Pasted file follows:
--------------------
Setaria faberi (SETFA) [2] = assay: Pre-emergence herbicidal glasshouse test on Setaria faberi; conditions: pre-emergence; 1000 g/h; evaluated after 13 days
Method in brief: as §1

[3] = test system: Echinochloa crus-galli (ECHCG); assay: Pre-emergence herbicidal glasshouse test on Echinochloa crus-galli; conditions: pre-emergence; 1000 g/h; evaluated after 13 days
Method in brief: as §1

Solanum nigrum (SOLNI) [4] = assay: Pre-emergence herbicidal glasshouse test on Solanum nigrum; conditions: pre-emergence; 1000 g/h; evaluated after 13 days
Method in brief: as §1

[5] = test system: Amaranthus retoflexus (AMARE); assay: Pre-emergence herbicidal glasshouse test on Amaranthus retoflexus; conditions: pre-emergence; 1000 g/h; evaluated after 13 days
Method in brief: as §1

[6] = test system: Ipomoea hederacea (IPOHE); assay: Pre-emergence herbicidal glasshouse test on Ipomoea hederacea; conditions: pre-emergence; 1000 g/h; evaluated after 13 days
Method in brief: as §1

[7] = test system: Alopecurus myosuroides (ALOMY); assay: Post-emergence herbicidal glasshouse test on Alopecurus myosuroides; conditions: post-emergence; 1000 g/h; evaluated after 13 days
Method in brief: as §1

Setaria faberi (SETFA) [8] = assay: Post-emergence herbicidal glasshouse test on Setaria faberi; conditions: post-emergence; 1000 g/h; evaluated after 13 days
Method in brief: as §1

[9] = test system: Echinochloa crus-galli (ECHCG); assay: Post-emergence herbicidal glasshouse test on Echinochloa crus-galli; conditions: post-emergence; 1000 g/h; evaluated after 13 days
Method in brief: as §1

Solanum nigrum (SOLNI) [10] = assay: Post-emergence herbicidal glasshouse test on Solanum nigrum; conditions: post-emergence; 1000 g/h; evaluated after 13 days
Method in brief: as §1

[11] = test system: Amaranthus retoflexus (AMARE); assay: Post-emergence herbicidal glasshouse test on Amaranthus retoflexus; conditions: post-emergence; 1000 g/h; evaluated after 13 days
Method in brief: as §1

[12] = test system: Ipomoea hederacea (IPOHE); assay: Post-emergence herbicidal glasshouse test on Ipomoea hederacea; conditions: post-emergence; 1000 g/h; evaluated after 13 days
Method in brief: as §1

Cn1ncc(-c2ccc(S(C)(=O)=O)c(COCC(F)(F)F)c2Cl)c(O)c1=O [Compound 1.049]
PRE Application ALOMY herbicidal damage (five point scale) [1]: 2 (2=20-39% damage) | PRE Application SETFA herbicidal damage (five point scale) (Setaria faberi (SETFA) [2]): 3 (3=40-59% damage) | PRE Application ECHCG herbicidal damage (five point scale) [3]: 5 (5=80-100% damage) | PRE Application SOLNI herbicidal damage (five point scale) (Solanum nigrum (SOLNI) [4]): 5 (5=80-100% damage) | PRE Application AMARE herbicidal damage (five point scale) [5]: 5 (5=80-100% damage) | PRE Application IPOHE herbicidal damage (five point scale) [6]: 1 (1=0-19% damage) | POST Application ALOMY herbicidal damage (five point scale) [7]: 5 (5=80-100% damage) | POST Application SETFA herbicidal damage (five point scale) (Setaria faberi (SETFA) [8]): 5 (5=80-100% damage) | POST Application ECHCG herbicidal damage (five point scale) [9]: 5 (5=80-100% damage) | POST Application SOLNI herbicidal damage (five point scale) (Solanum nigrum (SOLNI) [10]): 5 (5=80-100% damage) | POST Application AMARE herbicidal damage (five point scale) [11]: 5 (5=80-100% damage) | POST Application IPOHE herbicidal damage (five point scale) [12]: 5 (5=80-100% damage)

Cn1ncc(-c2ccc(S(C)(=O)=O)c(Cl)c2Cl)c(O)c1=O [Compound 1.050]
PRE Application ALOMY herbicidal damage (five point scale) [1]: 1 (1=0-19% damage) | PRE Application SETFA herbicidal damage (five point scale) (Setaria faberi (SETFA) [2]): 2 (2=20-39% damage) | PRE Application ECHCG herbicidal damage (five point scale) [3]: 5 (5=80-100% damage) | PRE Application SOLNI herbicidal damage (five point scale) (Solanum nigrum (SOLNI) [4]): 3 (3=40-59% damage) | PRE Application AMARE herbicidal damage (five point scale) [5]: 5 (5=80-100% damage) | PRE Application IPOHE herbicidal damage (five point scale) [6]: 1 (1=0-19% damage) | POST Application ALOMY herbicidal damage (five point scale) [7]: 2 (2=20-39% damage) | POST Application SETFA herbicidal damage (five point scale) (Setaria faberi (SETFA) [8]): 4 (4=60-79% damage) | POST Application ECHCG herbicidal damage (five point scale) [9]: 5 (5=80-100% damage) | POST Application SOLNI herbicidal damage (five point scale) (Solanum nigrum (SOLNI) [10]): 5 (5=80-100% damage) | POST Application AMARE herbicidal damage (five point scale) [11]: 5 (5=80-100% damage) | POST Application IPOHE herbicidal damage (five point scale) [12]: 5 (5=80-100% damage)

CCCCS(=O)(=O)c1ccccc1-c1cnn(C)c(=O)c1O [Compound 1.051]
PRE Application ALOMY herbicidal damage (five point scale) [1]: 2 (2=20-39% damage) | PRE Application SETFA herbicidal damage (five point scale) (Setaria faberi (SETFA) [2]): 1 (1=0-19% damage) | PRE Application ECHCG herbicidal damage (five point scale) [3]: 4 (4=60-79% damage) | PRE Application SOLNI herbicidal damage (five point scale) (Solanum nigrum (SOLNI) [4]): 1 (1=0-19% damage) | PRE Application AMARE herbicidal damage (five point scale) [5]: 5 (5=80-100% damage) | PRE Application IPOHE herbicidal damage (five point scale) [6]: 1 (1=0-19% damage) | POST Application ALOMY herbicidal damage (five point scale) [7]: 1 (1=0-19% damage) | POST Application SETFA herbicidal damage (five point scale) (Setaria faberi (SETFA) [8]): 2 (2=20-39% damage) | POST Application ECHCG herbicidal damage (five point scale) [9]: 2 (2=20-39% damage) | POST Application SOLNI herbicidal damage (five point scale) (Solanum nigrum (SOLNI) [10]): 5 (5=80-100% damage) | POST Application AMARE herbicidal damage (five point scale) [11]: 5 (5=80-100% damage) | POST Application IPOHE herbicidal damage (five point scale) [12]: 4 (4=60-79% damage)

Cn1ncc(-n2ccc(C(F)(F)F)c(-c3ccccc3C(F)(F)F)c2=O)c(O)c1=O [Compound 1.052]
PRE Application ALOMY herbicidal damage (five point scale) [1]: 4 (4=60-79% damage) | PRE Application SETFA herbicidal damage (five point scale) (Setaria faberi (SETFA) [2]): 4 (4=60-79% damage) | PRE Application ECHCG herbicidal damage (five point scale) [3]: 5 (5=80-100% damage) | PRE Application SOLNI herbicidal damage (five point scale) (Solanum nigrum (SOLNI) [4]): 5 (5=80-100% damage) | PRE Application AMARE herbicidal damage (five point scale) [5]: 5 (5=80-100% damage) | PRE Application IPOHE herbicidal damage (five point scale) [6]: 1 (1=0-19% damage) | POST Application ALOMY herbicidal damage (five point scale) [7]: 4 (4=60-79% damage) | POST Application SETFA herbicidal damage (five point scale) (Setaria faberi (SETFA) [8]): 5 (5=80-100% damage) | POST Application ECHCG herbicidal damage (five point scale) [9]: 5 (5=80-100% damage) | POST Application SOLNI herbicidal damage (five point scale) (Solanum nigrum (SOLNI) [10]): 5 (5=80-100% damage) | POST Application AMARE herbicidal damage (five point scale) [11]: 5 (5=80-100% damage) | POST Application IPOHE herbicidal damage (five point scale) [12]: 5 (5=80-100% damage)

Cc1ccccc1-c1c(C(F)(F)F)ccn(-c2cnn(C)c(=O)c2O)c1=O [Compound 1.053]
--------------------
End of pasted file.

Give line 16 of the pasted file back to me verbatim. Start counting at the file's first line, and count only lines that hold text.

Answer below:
Method in brief: as §1